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Title: Sedimentology of Jurassic syn-rift resedimented carbonate sandbodies.
Author: Abbots, Frances Vivien.
ISNI:       0000 0001 3388 826X
Awarding Body: University of Bristol
Current Institution: University of Bristol
Date of Award: 1989
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This thesis discusses the sedimentology of three contrasting Jurassic carbonate sand turbidite systems from Southern Europe: the Cutri Formation (Bathonian) of Mallorca; the Vajont Limestone (Bajocian-Callovian) of northern Italy; and the Peniche sequence (Toarcian-Aalenian) of the Brenha Formation of western Portugal. These sandbodies all formed in syn-rift extensional settings which imposed a primary morpho-tectonic control on both the source platform and depositional basin morphology. The three sandbodies in question display varying geometries and architectures and are discussed in terms of the palaeogeographic, tectonic and eustatic controls that governed their individual development; as well as being used to test the recently developed apron model against that of the submarine fan. In this context oolitic carbonate aprons associated with palaeowindward and palaeoleeward platform margins have been distinguished. The Cutri Formation is interpreted as a oolitic base-of-slope apron, that displays a minor single syn-rift thinning upward megacycle (retrogradational) trend indicative of subsidence out-pacing sedimentation. The apron correlates with a eustatic sea-level drawdown and was characterised by infrequently laterally correlatable, oolitic turbidite units separated by hemipelagic interbeds. This sandbody is relatively sand-poor in nature, and is interpreted as being sourced from a palaeowindward platform margin. The Vajont Limestone is re-interpreted as an aggraded oolitic apron from its original interpretation as a sub-marine fan. The apron is composed of stacked oolitic grainstone turbidites and is locally up to 800m thick. It is interpreted as being sourced from a stable `keep up' palaeoleeward platform margin, where dominant off-bank sand transport led to development of line-sourced oolitic turbidites, which were actively aggraded by on-going basin subsidence. Statistics were used to demonstrate a random turbidite sequence which enhances the apron interpretation. The Peniche sequence is reconfirmed as a carbonate-siliciclastic fan, its facies development conforming to a siliciclastic sand-rich fan model. Statistical analysis indicates a non-random (cyclic) turbidite sequence, thereby enhancing the fan interpretation. The fan occurs as a localised development within fine-grained basinal facies and correlates stratigraphically with a eustatic sea-level drawdown. Interpreted as being sourced from a palaeoleeward margin, the sequence progradates from outer fan lobes to a thick, multi-storey braided channel complex. These syn-rift resedimented carbonate sandbodies have the potential to be stratigraphically associated with basinal source rocks and therefore may be viewed as prospective hydrocarbon reservoir facies.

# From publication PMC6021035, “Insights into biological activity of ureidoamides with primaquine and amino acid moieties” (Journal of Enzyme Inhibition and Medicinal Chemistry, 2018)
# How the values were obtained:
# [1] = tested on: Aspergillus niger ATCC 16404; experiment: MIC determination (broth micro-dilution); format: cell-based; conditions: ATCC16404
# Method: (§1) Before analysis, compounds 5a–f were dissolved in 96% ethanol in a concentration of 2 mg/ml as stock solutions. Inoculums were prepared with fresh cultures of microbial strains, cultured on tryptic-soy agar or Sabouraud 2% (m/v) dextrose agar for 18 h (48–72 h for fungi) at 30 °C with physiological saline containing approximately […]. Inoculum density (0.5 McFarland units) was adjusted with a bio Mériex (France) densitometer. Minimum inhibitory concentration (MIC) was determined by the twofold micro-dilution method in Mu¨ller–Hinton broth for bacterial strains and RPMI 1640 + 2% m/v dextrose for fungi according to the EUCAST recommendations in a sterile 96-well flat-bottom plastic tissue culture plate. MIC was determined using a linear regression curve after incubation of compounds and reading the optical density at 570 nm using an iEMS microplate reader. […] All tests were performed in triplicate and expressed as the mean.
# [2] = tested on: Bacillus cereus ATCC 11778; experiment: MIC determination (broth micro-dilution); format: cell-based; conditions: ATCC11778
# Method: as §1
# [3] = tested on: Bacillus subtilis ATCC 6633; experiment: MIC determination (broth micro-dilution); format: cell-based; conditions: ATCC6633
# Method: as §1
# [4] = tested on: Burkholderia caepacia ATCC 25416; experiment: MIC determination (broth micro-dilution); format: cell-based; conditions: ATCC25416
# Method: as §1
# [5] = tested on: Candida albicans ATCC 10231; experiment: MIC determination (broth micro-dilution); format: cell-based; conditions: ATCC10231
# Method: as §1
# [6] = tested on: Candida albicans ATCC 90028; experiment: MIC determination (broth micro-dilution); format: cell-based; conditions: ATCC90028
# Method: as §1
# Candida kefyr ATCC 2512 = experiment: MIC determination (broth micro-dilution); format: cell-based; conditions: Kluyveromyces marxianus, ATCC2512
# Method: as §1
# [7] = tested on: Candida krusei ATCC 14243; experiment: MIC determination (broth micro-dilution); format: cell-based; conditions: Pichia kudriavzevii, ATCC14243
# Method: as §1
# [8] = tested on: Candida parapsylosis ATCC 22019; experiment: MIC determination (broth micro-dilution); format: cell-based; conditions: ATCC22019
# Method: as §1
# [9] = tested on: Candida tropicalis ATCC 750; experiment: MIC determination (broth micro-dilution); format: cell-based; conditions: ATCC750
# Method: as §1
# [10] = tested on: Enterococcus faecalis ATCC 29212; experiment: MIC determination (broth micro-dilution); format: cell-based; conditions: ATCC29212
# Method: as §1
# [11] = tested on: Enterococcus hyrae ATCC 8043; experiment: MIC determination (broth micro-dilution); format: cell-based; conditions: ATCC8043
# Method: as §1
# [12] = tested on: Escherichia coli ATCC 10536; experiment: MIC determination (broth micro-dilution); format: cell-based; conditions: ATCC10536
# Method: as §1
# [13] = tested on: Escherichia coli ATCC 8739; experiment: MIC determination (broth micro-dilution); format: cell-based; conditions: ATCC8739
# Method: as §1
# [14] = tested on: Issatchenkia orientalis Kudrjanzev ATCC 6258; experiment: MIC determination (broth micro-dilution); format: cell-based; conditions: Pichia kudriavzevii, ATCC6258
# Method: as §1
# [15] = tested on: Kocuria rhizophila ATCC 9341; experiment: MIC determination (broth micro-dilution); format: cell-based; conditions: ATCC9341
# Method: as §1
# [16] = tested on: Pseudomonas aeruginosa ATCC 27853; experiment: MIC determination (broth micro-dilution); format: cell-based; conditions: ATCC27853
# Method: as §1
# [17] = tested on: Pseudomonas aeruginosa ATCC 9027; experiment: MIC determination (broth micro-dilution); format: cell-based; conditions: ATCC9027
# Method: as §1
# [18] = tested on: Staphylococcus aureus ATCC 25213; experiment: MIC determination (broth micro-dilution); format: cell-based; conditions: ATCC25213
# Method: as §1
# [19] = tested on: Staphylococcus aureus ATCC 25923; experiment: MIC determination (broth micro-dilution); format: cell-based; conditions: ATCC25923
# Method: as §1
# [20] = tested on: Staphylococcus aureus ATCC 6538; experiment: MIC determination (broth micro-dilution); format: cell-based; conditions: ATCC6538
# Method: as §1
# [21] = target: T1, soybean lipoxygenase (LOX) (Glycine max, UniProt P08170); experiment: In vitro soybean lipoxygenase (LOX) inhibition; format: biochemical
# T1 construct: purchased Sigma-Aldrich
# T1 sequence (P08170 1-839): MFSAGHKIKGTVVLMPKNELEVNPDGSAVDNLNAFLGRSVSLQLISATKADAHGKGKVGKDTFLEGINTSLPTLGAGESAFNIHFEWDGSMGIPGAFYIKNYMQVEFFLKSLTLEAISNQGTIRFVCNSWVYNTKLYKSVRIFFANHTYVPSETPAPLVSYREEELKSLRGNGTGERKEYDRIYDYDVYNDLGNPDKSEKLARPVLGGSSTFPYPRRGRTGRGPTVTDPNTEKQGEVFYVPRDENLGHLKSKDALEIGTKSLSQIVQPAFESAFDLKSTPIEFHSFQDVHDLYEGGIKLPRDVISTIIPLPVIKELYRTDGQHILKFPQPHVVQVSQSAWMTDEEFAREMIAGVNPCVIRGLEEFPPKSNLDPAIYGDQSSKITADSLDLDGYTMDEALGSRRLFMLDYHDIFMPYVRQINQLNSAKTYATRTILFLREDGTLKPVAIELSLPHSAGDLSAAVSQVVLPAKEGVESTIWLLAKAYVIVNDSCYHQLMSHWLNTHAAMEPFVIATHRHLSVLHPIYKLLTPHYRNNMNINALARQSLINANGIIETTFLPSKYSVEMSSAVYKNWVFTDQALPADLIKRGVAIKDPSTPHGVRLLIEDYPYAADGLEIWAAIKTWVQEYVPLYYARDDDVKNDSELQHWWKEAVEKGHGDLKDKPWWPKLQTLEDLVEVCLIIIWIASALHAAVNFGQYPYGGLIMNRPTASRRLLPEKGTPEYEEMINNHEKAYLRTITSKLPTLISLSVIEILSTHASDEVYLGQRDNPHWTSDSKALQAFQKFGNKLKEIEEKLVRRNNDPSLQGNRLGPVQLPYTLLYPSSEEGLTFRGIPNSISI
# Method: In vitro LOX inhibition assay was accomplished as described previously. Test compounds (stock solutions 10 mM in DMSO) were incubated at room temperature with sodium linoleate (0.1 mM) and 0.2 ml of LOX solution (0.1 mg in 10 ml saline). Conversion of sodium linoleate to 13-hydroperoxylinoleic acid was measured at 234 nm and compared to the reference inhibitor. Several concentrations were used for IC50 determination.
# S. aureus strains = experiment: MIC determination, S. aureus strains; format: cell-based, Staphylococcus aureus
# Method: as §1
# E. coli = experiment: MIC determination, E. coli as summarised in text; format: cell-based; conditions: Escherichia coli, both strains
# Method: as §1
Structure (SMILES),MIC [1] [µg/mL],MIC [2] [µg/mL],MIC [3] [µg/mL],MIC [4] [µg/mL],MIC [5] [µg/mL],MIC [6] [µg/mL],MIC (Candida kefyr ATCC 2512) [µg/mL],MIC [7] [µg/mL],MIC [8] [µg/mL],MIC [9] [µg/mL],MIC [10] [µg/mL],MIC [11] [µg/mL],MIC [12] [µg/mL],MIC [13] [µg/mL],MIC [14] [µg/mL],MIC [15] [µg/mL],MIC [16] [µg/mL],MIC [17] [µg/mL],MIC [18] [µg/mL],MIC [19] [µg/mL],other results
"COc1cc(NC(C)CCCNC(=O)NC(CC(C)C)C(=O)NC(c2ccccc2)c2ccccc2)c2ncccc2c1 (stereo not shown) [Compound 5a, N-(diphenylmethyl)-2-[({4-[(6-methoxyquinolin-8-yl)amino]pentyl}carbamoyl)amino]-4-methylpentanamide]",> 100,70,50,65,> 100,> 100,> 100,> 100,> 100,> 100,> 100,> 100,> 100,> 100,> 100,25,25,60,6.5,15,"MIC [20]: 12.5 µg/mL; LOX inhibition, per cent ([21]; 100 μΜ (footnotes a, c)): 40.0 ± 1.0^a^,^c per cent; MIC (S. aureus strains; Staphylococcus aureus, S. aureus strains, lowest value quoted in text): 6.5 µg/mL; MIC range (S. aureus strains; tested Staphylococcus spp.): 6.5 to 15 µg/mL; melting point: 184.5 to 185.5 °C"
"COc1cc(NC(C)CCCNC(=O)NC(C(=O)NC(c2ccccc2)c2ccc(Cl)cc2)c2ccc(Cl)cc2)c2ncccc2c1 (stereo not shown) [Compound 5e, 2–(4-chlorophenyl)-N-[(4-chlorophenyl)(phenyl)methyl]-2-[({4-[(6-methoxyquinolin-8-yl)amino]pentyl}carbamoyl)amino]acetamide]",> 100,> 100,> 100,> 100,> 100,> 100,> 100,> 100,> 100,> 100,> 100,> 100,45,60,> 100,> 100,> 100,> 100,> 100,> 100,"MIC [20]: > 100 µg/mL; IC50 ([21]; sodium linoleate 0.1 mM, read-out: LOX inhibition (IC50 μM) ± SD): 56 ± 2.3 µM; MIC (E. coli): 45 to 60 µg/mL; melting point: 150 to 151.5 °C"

Supervisor: Not available Sponsor: Not available
Qualification Name: Thesis (Ph.D.) Qualification Level: Doctoral
EThOS ID:  DOI: Not available
Keywords: Geology Geology Mineralogy Sedimentology